The Impossible Client: Tips for Managing Challenging Legal Clients

— By Hilary Neiman

Every business is going to have its share of difficult clients and customers. The Pareto Principle states that 80 percent of your time and resources are going to be devoted to 20 percent of your clients. Those clients are generally going to be high maintenance. For lawyers, this can not only be challenging, it can cost a lot of money.

Depending on the type of law you practice, you may be limited in your actions to cut ties with these difficult and challenging clients. For example, if you’re a defense attorney, a judge might not allow you to discontinue representation just because your client is being unreasonable, dishonest, or downright hostile.

For many other lawyers, it can be tempting to want to hang onto difficult clients, especially when they have the financial resources to make it worth your while. There are steps you can take to help you cope with those needy, demanding, or impossible clients.

1. Set specific time limits for each client.

Your phone could be ringing off the hook from some clients constantly wanting to talk about their case or who have a new question about it. When I practiced law, I often had clients who not only wanted to talk about their case, but would also want to talk about their personal lives as well. Although I cared about my clients and their livelihoods, these calls started to take up so much time that hours of my day were being devoted to clients’ non legal issues.

What I should have done (but did not) was to tell each client in writing that fees include a set number of minutes or hours each week to discuss their case.

2. Charge per call or contact.

Some clients may have deep checking accounts and might not be concerned with how much they pay for your services, especially if you achieve results. Charging for each call or meeting can deter the clients who call repeatedly seeking answers to inane questions.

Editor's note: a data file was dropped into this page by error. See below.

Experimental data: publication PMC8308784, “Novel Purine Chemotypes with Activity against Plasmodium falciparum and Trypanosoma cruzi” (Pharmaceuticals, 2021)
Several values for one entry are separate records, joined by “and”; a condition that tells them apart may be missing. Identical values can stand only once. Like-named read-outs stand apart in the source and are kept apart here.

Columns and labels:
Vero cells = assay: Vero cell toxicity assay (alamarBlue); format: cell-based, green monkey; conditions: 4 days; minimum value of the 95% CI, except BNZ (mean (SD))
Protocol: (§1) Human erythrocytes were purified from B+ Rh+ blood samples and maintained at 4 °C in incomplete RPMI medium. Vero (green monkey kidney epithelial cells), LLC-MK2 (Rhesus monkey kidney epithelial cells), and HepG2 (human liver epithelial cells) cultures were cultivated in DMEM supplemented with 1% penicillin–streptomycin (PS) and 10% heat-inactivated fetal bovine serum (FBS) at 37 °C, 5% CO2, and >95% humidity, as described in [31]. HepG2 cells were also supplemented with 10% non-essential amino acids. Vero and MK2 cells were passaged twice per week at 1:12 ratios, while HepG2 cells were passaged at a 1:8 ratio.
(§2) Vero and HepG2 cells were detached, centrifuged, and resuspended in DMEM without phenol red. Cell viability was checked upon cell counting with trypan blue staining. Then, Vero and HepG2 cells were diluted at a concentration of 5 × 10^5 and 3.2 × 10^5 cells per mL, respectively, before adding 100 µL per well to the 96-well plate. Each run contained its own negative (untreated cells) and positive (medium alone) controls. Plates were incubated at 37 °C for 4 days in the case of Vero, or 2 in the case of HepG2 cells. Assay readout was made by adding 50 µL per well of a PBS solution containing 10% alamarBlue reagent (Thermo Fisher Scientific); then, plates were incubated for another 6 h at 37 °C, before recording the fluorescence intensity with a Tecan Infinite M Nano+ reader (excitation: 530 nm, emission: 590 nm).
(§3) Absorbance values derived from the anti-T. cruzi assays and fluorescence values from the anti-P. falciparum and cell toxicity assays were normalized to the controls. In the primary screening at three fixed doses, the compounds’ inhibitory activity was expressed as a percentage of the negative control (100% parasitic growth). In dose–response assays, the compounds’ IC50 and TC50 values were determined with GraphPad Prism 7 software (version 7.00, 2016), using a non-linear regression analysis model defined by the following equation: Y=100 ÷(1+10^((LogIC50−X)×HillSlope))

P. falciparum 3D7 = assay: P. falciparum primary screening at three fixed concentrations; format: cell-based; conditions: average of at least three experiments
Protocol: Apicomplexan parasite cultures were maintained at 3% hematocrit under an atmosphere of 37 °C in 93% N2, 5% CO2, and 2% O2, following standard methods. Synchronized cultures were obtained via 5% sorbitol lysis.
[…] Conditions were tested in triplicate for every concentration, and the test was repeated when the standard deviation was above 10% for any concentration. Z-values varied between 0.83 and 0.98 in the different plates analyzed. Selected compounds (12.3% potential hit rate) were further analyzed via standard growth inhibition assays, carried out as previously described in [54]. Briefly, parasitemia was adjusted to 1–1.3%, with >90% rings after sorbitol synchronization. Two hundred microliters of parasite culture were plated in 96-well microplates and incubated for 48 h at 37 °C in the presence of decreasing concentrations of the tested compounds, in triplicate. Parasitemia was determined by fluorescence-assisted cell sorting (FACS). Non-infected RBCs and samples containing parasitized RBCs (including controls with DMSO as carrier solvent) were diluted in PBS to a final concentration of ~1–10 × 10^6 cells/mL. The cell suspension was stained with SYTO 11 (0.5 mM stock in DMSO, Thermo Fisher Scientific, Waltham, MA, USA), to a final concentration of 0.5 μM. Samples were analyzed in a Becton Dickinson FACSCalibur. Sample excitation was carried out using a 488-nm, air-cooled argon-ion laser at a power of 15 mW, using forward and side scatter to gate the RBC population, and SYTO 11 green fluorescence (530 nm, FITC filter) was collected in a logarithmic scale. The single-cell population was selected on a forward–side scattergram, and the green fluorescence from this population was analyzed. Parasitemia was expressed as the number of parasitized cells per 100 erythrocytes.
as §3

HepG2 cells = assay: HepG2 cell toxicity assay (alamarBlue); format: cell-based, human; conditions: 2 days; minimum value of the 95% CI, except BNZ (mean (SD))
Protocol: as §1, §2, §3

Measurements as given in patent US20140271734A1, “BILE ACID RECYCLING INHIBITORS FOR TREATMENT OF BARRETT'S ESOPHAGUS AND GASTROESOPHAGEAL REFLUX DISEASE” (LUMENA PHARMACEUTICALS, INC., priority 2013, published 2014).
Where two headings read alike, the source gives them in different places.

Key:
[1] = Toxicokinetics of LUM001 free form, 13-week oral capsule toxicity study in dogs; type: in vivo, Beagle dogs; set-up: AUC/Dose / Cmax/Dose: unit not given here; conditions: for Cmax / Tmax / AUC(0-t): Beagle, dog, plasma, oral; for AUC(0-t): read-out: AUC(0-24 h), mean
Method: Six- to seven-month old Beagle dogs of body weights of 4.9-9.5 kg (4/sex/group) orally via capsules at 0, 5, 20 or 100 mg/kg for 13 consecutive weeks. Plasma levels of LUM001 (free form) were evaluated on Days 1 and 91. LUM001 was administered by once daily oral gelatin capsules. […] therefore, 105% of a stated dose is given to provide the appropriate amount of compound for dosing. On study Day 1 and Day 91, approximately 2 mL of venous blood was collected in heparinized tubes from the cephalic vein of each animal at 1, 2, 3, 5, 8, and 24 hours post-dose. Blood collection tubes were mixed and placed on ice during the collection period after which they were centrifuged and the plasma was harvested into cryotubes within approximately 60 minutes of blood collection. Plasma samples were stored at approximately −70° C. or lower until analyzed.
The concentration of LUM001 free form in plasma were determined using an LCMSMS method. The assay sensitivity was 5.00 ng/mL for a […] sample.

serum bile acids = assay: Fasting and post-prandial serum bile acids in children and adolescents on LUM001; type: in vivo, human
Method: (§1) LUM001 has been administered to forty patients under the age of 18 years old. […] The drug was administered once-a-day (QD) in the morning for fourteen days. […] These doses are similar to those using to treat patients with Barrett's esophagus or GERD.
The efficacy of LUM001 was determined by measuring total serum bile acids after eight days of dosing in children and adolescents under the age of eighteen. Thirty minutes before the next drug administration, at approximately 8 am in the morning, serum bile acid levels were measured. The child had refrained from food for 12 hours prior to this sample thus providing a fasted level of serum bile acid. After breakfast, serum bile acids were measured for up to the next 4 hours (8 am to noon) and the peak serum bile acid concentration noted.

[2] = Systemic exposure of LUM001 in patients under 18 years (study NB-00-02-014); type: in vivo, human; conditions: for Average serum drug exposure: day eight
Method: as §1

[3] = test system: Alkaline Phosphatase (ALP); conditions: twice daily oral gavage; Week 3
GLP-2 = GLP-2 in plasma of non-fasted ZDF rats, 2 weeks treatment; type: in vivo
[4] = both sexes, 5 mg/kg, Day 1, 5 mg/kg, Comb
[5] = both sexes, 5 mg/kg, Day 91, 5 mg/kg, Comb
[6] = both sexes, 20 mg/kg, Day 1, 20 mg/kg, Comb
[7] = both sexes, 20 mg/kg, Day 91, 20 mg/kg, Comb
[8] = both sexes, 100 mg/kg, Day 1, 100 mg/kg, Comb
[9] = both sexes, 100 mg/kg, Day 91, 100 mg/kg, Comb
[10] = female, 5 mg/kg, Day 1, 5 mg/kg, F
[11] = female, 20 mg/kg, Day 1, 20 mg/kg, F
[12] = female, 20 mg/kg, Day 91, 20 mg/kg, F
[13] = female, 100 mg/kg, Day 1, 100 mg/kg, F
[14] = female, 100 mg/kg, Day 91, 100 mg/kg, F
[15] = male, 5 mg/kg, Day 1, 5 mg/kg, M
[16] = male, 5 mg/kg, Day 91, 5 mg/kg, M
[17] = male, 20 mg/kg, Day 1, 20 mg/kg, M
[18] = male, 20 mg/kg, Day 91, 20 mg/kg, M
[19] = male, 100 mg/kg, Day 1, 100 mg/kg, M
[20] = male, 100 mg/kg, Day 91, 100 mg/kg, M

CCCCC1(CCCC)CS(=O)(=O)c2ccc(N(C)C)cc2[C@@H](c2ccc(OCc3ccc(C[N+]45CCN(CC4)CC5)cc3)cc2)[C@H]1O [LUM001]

For the clients who aren’t concerned about the cost, you will still be earning money when you previously felt as though you kept wasting time trying to coddle them.

3. Explain to your difficult client that he/she is making it challenging for you to represent them properly.

The more times a client contacts you about a problem, question, or other issue, the less time you’ll have to work on his or her case. Being focused is tantamount to being successful in litigation, contract negotiations, and more.

Explain the problems that your client is causing. He or she may not be aware of it. They may become belligerent and threaten to find another lawyer. Hold firm as this threat is most commonly just a bluff.

4. Know when it’s time to cut ties.

As noted, the Pareto Principle highlights how much time you’ll spend on a minority of your difficult clients. The more time you spend with them, the less time you’re devoting to the other 80 percent of your clients who are paying the lion’s share of your bills.

Be willing to withdraw representation. Even high powered, wealthy clients might not be worth the endless interruptions, calls, and threats you face.

As a lawyer, you’ll deal with a wide range of clients. Developing some strategies to handle difficult ones will help you build a stronger practice and provide you the time you need to excel within the legal profession.

Hilary Neiman is the author of Things Fall Apart and can be contacted on her website: www.judicialjudo.com

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